Byron’s Suffolk Park number 1 for value growth nationally
A landmark, joint study by Aussie Home Loans and CoreLogic has revealed Sydney house values have risen at an annualised rate of 7.6 per cent or $34,400 since 1993.
At the same rate of growth over the next 25 years, Sydney’s median house value could rise from today’s $1.03 million to reach $6,350,000 in 2043.
The Aussie/CoreLogic ’25 years of housing trends’ report found the typical Sydney apartment value increased at the annualised rate of $23,600 or 6.3 per cent a year, with the median value now $753,300. In 25 years, the median unit value in Sydney could be $3,472,000.
Chief Executive Officer of Aussie, Mr James Symond, said “Our report reveals that residential property in Sydney has shown strong growth across five cycles in the last quarter-century, and while prices are currently softening, I expect the growth trend will continue especially with high immigration levels.
“But it’s not just Sydney property making the big gains. Byron’s Suffolk Park topped the nation for value growth, with the median house price moving from just $74,250 25 years ago to $1,185,000 in 2018; an increase of 11.7% per annum. Coastal and lifestyle markets around the Hunter and Illawarra regions were also standouts, comprising four suburbs in the national Top 10.”
Interestingly, the percentage of annual household income in Sydney required to service a loan – at an 80 per cent loan to value ratio – has risen from 36.4 per cent to 49.3 per cent since 2001.
Mr Symond said “With average mortgage rates currently close to their record low levels of the 1960’s, loan serviceability levels have actually improved in recent years.
“However housing affordability remains a major issue for people in Sydney, largely driven by the dramatic housing price growth across the city in recent years. Buyers now need to dedicate 185 per cent of their annual gross household income to raise a 20 per cent deposit, with property worth a staggering 9.3 times annual household incomes,” he added.
Perhaps the greatest change in Sydney is its growth in higher density housing, with the share of apartment sales to all residential property sales growing from 30.4 per cent to 43.8 per cent in the last 25 years.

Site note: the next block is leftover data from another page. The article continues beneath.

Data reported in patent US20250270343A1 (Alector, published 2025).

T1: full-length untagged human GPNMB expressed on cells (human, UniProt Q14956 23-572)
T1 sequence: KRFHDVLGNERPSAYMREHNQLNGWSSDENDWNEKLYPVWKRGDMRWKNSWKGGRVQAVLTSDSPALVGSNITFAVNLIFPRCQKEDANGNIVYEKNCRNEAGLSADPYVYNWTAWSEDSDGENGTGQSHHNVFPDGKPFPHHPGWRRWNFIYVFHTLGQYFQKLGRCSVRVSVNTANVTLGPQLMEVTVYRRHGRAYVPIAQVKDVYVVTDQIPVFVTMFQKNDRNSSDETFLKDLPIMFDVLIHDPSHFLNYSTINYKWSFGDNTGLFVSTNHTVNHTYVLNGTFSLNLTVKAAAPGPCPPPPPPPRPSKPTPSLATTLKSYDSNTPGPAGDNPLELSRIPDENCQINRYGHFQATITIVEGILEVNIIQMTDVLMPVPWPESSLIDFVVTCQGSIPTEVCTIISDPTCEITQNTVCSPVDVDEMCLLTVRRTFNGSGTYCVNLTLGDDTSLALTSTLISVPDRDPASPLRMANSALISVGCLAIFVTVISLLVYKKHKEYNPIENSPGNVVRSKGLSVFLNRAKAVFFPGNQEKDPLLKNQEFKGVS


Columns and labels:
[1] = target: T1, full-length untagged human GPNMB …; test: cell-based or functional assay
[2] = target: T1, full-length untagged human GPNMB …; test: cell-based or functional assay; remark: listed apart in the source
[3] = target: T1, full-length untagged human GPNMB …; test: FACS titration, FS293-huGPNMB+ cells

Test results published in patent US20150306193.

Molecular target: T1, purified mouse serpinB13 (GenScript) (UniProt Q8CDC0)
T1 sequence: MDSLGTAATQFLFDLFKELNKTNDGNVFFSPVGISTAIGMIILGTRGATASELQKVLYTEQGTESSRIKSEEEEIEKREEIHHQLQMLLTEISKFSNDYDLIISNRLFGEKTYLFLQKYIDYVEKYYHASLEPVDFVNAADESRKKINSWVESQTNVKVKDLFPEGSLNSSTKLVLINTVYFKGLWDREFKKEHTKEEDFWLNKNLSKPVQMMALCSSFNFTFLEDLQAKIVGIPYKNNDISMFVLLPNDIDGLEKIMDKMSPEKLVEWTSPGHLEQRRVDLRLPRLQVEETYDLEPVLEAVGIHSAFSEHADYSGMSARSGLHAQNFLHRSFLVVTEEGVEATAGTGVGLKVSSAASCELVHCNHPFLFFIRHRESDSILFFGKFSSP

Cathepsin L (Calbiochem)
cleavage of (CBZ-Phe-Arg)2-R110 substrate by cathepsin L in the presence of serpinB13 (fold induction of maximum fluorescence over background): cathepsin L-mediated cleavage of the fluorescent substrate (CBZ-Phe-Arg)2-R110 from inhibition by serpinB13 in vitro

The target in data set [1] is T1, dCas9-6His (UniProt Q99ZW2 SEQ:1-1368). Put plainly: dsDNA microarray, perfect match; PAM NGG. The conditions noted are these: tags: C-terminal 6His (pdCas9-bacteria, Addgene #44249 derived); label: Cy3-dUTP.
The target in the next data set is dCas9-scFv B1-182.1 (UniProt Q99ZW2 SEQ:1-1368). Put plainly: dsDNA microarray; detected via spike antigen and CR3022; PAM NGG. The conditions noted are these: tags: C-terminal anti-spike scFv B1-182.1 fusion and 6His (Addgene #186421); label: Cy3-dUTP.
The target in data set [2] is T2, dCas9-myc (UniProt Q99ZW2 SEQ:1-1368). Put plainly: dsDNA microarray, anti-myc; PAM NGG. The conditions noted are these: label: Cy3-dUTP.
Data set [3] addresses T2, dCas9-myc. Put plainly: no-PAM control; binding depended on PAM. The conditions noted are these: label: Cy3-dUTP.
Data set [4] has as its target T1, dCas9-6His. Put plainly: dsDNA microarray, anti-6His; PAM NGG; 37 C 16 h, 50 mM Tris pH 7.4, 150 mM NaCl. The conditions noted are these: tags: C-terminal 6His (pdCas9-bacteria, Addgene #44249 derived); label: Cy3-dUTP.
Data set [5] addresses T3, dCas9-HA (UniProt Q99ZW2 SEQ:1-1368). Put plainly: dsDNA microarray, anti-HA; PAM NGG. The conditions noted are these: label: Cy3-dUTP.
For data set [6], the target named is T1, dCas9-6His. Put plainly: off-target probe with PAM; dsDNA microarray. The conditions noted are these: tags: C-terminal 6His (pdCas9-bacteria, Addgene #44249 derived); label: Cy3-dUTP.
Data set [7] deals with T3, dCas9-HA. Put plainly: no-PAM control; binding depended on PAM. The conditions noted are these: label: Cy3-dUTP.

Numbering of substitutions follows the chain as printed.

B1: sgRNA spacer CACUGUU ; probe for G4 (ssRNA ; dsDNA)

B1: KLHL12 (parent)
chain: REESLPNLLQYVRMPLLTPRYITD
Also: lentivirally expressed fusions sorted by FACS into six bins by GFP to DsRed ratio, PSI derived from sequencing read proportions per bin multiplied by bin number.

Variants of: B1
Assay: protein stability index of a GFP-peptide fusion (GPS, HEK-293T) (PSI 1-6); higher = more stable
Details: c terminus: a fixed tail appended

“I expect this trend to continue as the boom in apartment construction continues across Sydney, where a larger proportion of the population will seek to live closer to the CBD and transport corridors,” said Mr Symond.
The report also revealed the top 20 suburbs in Sydney for value growth over the last 25 years, with Camden’s Currans Hill the star performer.
Currans Hill has experienced extraordinary growth in its median house value from $53,000 to $655,000, followed by Clovelly which lifted its median house value from $273,000 to $3.3 million.
Detached houses have been the primary drivers of the market, with Sydney’s Top 20 listing featuring no suburbs dominated by apartments. Nationally, the top apartment suburb was Willoughby at 131st ranking, indicating land value has been a key driver of asset growth.
“Our report clearly shows that housing continues to grow as Australia’s largest asset class. If the changing face of residential property and staggering growth of technology we’ve seen over the last 25 years continues, it’s likely the next 25 years will produce even greater change,” concluded Mr Symond.
To view the full Aussie/CoreLogic 25 years of housing trends report, visit www.aussie.com.au/25years or contact an Aussie Broker for a free copy.